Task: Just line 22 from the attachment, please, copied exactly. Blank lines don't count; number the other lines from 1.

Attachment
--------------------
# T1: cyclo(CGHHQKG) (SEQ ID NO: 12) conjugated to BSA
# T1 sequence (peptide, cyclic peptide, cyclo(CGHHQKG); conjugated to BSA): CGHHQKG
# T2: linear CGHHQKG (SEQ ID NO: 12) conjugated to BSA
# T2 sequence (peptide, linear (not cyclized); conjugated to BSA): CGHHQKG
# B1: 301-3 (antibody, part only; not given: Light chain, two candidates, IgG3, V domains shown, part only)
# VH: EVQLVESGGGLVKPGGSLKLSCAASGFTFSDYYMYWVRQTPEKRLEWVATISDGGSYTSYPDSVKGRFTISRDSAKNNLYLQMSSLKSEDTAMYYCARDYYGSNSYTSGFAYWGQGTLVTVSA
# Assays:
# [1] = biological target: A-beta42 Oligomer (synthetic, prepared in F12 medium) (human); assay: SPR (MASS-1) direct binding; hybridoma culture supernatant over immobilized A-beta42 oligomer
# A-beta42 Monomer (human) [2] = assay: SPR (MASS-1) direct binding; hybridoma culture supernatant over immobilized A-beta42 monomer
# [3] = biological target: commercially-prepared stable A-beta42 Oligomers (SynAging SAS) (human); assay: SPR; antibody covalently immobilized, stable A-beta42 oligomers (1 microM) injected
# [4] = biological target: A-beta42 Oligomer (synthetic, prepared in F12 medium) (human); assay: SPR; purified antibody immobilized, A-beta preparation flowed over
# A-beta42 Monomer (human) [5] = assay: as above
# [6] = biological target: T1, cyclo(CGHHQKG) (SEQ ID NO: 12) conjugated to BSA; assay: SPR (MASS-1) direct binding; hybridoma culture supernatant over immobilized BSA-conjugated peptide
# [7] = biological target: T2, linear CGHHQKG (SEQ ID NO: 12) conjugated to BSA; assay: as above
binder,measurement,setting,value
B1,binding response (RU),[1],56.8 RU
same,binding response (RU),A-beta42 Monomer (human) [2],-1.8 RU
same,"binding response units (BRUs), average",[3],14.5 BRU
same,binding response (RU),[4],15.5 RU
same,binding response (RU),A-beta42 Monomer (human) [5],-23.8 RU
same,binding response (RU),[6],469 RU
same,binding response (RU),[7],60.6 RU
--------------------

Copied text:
same,binding response (RU),[7],60.6 RU